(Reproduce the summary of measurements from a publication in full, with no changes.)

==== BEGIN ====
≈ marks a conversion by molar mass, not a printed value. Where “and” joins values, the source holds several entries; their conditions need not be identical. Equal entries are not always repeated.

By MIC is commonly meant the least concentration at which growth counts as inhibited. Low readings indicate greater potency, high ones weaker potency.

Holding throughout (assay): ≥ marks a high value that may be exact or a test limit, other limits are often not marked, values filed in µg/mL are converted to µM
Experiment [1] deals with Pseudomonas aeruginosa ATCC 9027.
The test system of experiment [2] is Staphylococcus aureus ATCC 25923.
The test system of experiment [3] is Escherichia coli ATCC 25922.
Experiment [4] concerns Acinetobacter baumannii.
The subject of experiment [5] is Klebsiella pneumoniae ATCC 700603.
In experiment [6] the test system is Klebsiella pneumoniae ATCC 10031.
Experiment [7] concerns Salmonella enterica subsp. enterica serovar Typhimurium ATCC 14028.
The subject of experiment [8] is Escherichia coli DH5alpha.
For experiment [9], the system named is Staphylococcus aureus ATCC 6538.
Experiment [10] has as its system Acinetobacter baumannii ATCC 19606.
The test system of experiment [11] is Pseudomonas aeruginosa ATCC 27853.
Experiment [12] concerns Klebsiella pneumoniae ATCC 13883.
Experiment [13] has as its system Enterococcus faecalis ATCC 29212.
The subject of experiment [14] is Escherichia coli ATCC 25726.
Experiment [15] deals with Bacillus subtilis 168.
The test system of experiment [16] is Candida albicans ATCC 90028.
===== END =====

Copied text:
≈ marks a conversion by molar mass, not a printed value. Where “and” joins values, the source holds several entries; their conditions need not be identical. Equal entries are not always repeated.

By MIC is commonly meant the least concentration at which growth counts as inhibited. Low readings indicate greater potency, high ones weaker potency.

Holding throughout (assay): ≥ marks a high value that may be exact or a test limit, other limits are often not marked, values filed in µg/mL are converted to µM
Experiment [1] deals with Pseudomonas aeruginosa ATCC 9027.
The test system of experiment [2] is Staphylococcus aureus ATCC 25923.
The test system of experiment [3] is Escherichia coli ATCC 25922.
Experiment [4] concerns Acinetobacter baumannii.
The subject of experiment [5] is Klebsiella pneumoniae ATCC 700603.
In experiment [6] the test system is Klebsiella pneumoniae ATCC 10031.
Experiment [7] concerns Salmonella enterica subsp. enterica serovar Typhimurium ATCC 14028.
The subject of experiment [8] is Escherichia coli DH5alpha.
For experiment [9], the system named is Staphylococcus aureus ATCC 6538.
Experiment [10] has as its system Acinetobacter baumannii ATCC 19606.
The test system of experiment [11] is Pseudomonas aeruginosa ATCC 27853.
Experiment [12] concerns Klebsiella pneumoniae ATCC 13883.
Experiment [13] has as its system Enterococcus faecalis ATCC 29212.
The subject of experiment [14] is Escherichia coli ATCC 25726.
Experiment [15] deals with Bacillus subtilis 168.
The test system of experiment [16] is Candida albicans ATCC 90028.